The Serbs definitely had a film industry prior to 1942 - enough to fill a 10-DVD set of “Film Pioneers” from Jugoslovenska Kinoteka. I’ve only just started going through it, but it contains both documentary and feature films, and 1942 is toward the tail end of the years covered. I found my copy on eBay, but unfortunately I haven’t run across any kind of official online description.

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The Fanciful Norwegian
Joined: Tue Nov 02, 2004 2:24 pm
Location: Teegeeack

Re: German Filmmuseum Edition

#663 Post by The Fanciful Norwegian » Wed Sep 26, 2018 5:29 pm

zedz wrote:
Tue Sep 25, 2018 4:18 pm
Korea's first sound film wasn't made until 1935 as well. The transition to sound in Asian national cinemas seems to be consistently later than in the West. India's first talkie was made in 1931, but I don't know how fast sound took over there.
The slowness of Korea's transition to sound was likely a combination of lack of resources and the Japanese influence, specifically the popularity of live narrators (known as byeonsa, a borrowing of the Japanese benshi). India, however, transitioned to sound fairly quickly—figures from the Central Board of Film Certification cited in the Encylopaedia of Indian Cinema show that production of sound films outpaced that of silents by 1932, and production of silents stopped altogether by 1935. I'm not clear on why the uptake of sound was so much quicker in India than it was in China, since both shared the same issue of numerous mutually-unintelligible languages, but India's film industry appears to have been in better overall health than China's.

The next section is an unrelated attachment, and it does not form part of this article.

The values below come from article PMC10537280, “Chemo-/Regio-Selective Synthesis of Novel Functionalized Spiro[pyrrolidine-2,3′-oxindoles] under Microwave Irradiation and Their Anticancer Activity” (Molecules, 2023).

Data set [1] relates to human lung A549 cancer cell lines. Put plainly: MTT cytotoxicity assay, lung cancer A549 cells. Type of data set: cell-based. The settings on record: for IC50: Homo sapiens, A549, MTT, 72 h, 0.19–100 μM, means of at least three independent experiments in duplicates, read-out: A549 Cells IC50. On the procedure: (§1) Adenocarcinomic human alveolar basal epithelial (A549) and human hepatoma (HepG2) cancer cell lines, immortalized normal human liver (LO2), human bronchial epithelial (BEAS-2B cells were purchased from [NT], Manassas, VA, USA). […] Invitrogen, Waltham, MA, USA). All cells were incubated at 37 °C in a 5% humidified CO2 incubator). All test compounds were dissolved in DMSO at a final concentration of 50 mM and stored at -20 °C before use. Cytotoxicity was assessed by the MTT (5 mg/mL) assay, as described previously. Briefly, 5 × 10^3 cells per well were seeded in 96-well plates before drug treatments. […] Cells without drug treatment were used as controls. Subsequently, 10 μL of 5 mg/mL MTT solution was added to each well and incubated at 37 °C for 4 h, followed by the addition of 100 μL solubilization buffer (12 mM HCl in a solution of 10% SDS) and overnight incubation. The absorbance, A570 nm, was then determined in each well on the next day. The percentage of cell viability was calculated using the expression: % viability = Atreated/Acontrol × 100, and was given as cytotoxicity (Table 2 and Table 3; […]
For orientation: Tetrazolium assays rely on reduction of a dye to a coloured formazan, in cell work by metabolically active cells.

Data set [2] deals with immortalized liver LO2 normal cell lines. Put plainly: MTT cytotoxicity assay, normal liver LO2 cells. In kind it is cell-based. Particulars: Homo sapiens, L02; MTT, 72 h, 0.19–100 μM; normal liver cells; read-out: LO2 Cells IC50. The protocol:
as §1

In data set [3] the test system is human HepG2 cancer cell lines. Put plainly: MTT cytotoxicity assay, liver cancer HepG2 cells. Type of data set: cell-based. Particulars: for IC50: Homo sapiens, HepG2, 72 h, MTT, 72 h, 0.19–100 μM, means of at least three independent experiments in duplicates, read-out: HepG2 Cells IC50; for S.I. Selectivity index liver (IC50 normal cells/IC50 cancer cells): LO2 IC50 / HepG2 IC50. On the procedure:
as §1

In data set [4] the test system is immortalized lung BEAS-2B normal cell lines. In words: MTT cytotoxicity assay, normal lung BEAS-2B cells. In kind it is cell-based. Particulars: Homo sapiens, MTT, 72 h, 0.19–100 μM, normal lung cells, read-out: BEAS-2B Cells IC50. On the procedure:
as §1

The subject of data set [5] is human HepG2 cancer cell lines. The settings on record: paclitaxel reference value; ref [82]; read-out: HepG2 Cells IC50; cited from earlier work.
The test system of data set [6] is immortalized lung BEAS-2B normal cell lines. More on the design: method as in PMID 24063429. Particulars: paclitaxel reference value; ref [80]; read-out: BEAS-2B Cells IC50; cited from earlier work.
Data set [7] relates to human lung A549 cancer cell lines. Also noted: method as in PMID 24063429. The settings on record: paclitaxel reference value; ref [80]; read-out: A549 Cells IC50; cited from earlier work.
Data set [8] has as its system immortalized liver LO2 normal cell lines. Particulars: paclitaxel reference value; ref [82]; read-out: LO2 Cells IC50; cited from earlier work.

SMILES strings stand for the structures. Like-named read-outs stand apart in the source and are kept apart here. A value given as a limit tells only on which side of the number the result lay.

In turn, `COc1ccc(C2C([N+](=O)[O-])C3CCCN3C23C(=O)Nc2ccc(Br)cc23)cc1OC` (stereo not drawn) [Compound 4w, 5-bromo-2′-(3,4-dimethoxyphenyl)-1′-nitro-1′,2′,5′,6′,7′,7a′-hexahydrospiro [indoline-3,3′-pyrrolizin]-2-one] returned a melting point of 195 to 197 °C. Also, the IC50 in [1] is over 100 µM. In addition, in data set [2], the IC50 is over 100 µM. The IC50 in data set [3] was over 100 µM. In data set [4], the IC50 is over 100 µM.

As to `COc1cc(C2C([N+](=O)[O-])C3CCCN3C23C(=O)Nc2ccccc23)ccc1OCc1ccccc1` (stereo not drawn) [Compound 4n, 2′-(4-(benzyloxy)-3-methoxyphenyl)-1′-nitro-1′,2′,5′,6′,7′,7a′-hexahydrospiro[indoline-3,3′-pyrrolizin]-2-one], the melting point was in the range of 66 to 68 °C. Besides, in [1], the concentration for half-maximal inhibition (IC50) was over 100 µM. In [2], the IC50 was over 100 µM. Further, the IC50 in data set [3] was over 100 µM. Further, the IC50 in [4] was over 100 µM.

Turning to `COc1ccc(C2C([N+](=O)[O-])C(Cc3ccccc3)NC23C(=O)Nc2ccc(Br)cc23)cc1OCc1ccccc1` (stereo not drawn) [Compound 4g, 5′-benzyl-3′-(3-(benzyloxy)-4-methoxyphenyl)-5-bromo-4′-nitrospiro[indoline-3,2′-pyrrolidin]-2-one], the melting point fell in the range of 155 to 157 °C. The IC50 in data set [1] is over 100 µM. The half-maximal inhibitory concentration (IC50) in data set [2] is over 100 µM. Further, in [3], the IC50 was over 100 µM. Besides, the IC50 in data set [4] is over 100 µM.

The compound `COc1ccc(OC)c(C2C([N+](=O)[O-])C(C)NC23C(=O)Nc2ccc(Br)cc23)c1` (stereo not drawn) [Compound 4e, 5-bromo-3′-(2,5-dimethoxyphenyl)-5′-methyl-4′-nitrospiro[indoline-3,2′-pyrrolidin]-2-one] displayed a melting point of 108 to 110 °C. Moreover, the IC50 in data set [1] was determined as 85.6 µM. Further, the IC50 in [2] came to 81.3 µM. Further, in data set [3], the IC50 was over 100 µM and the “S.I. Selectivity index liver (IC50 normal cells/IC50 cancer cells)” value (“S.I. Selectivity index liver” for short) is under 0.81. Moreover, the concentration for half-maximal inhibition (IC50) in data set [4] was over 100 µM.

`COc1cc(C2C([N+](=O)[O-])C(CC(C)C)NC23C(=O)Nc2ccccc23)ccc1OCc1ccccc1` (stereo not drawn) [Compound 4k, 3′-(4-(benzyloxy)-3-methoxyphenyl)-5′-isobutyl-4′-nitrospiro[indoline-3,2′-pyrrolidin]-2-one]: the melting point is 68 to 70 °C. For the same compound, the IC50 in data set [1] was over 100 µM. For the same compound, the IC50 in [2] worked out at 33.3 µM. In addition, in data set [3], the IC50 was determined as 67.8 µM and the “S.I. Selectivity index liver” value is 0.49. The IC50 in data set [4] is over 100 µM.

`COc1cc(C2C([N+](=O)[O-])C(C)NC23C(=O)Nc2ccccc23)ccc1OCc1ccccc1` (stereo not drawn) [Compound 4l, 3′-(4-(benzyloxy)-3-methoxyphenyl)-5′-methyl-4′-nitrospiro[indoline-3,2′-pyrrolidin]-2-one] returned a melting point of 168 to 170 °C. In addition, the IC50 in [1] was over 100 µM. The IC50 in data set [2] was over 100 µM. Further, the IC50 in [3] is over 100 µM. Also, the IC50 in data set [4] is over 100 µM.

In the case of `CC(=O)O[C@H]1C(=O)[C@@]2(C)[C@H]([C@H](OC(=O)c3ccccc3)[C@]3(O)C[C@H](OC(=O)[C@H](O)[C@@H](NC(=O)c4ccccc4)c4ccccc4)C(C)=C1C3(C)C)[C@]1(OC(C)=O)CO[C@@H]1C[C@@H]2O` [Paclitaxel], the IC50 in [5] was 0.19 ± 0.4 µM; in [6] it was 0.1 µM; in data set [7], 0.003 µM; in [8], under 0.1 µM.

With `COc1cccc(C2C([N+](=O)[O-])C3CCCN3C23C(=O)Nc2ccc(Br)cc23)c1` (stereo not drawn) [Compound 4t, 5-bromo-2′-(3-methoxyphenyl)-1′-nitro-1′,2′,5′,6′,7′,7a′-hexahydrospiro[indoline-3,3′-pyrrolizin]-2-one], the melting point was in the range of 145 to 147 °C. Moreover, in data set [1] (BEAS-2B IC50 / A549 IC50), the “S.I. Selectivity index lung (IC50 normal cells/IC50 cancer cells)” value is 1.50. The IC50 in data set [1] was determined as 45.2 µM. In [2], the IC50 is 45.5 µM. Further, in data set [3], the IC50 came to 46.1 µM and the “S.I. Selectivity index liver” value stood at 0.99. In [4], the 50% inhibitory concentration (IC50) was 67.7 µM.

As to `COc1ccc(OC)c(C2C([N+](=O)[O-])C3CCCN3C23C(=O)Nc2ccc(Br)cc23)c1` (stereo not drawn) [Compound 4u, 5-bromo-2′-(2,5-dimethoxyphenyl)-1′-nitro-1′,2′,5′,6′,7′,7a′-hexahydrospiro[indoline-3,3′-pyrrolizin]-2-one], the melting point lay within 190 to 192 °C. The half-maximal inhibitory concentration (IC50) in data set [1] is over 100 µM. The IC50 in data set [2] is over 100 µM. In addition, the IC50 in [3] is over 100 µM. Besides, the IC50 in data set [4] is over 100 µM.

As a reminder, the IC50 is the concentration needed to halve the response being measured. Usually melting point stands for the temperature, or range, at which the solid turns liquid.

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whaleallright
Joined: Sun Sep 25, 2005 12:56 am

Re: German Filmmuseum Edition

#664 Post by whaleallright » Fri Sep 28, 2018 4:49 pm

well, it helps to remember China's political and economic situation in the 1930s, which was more tenuous than that of the still-colonial subcontinent. to my understanding, China's "film industry" was more like several atomized municipal industries centered in cities like Shanghai and Hong Kong. they were always fairly undercapitalized, and definitely not well-coordinated. it's a wonder, frankly, that the Shanghai cinema was able to import and utilize synch-sound equipment as soon as they did.

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neilist
Joined: Wed Nov 30, 2011 5:09 am
Location: Cambridge, UK

Re: German Filmmuseum Edition

#665 Post by neilist » Sat Sep 29, 2018 2:26 pm

Another very interesting sounding new release...
'Deutschland Dada' & 'John Heartfield, Fotomonteur' & 'Happening, Kunst, Protest 1968'

"Related in theme and form, these three documentaries Germany Dada (1969), John Heartfield: Photomontage Artist (1977) and 1968: Art, Protest, Happening (1981) can be seen as a trilogy on the history of art in the 20th century. Art historians focus on those rare moments in our German history when radical aesthetics and radical politics briefly went hand in hand. Then the movement of authoritarian political sects on the one hand and the reaction of the authoritarian establishment combined with the voracity of the art market on the other put an end to this beautiful commonality." (Helmut Herbst) The 2-disc DVD set also offers unpublished audio documents of talks with artists like Richard Huelsenbeck, Raoul Hausmann, Joseph Beuys, Wolf Vostell, Allan Kaprow and Al Hansen.